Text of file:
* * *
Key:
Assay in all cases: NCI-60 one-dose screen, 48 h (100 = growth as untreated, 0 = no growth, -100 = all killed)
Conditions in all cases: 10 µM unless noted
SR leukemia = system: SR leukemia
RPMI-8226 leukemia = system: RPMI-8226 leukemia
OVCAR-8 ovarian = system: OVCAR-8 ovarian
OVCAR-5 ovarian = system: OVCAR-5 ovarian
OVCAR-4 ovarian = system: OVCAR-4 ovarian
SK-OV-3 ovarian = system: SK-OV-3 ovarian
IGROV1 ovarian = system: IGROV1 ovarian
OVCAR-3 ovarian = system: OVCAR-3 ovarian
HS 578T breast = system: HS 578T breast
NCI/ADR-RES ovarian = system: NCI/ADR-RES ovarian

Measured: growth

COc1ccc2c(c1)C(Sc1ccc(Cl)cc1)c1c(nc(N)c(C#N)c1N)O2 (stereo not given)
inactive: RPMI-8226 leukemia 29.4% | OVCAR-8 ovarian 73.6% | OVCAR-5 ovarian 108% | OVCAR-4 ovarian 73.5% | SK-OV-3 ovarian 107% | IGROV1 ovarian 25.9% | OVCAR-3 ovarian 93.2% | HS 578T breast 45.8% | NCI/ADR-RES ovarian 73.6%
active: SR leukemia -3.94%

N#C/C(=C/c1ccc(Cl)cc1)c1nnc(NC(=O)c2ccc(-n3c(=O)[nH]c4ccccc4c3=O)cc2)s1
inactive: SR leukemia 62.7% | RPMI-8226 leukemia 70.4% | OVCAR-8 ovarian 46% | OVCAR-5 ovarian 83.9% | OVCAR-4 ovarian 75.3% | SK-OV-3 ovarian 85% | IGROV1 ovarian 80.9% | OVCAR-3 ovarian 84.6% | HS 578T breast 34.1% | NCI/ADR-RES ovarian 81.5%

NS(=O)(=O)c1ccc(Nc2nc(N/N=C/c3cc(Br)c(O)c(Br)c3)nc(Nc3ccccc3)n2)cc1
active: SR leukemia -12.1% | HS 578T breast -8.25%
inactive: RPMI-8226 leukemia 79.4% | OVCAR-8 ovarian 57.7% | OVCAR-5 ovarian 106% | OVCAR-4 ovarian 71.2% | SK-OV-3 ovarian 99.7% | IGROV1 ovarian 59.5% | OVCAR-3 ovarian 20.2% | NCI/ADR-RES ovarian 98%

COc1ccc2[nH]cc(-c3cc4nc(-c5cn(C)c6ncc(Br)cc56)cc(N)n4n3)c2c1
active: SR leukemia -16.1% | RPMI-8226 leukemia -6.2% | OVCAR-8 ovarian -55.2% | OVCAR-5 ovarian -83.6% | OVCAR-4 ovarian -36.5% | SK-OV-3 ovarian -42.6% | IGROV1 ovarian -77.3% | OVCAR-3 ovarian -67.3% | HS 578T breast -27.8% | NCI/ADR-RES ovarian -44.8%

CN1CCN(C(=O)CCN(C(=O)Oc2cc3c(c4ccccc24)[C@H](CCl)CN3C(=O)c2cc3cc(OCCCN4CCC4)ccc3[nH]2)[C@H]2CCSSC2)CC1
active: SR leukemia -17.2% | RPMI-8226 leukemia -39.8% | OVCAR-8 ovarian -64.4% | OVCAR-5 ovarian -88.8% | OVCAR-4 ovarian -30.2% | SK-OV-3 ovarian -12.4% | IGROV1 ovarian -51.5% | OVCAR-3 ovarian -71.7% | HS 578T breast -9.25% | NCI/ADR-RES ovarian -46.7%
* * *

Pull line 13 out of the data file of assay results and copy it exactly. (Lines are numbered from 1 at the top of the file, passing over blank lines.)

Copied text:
NCI/ADR-RES ovarian = system: NCI/ADR-RES ovarian